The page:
Workers represented by the United Auto Workers ratified a four-year contract with automaker Chrysler LLC, the union said on Saturday, capping a close-fought battle that had threatened to scuttle the labor pact.
Hourly production workers at Chrysler voted 56 percent in favor of the new contract, which would allow the automaker to hire new workers at half the wage rate of current workers for a wide range of jobs in its factories.
The UAW represents some 45,000 Chrysler workers. The focus for union leadership now shifts to negotiations with Ford Motor Co., which is seeking deep concessions as it attempts to bounce back from a record $12.6 billion loss last year.
Among its cost-saving provisions, the Chrysler contract will establish a trust fund to take over the company's roughly $19 billion obligation for health care for more than 55,000 Chrysler retirees and 23,000 surviving spouses.
Union leadership had defended the deal as the best that could be won from the privately held automaker at a time when the American auto industry is looking to close factories and cut payrolls in response to a declining share of sales.
But the contract had faced opposition from rank-and-file workers and some union leaders over the past two weeks.
Our members had to face some tough choices, and we had a solid, democratic debate about this contract, UAW President Ron Gettelfinger said. Now we're going to come together as a union -- and now it's on the company to move ahead, increase their market share and continue to build great cars and trucks here in the United States.
The two sides had announced the tentative contract on October 10 after a six-hour strike at Chrysler.
Many Chrysler workers had objected to a historic concession that would allow Chrysler to bring in new workers outside the assembly line at just $14 per hour -- roughly half what the average UAW worker now makes.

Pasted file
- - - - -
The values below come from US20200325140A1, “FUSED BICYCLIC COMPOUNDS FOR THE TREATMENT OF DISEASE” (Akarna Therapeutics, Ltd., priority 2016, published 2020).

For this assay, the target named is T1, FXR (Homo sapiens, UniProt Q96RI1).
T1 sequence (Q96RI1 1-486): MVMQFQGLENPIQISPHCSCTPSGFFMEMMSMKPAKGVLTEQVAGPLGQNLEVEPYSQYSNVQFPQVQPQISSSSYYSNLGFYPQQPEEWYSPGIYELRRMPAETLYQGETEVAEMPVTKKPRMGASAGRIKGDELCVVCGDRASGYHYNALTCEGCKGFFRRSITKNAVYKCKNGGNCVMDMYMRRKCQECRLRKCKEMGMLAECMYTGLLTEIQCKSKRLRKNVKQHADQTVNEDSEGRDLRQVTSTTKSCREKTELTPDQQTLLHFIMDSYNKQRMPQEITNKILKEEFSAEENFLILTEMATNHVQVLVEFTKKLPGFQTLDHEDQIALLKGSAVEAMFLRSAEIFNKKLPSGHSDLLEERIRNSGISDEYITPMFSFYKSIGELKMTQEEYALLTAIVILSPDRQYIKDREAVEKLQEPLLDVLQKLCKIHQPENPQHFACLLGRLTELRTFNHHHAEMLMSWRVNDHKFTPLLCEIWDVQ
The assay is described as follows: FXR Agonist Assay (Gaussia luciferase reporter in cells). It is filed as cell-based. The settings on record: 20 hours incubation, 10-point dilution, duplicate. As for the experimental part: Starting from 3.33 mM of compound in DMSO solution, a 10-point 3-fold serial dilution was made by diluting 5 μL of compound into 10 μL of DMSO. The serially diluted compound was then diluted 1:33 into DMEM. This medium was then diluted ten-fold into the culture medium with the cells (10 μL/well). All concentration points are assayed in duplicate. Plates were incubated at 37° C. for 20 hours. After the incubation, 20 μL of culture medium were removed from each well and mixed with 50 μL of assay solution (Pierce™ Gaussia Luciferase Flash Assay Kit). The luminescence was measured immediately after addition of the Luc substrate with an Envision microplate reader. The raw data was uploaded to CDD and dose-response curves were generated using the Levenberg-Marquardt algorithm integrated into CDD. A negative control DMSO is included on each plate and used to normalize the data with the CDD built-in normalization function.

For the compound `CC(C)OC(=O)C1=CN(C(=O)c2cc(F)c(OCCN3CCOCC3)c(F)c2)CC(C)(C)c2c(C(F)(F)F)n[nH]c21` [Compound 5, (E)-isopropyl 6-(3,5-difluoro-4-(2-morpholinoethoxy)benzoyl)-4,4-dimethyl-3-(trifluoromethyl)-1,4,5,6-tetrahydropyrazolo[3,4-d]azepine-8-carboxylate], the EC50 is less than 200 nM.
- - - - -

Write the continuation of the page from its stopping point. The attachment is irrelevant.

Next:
The labor talks marked an important test for Cerberus Capital Management, the private equity firm that bought a majority stake in Chrysler from Daimler AG in a $7.4 billion deal that closed in August. Daimler maintains a nearly 20 percent stake in Chrysler.
The ratification margin was closer than an earlier vote on a parallel, four-year contract for Chrysler's larger rival General Motors Corp., and union leadership had actively campaigned to save it in a series of factory votes that wrapped up Friday.
At least nine UAW bargaining units at Chrysler, including major Chrysler plants in Indiana, Missouri and Detroit, voted to reject the contract. In addition, the deal won just 51 percent of votes among Chrysler's skilled trade worker.
Chrysler Vice-Chairman Tom LaSorda, who led the talks for management, said the just-ratified contract would allow the automaker to improve its long-term manufacturing competitiveness.
Gettelfinger had said he wanted to wrap up a contract with Chrysler before beginning talks with Ford.
Working-level negotiators from Ford and the UAW were meeting at the automaker's Dearborn, Michigan, headquarters on Saturday but high-level talks were not expected to begin until early next week, according to one person briefed on progress in the negotiations.
Ford, widely seen as the weakest of the three Detroit-based automakers, has already made it clear it will push for deeper concessions from the union than those offered GM or Chrysler.
In addition, Ford has indicated it was looking for about 8,000 to 10,000 additional factory job cuts. That would be in addition to the 27,000 UAW jobs cut as of June.
Ford, which lost its No. 2 spot in the U.S. market to Toyota Motor Corp this year, has seen its sales slide 13 percent in the first nine months of the year.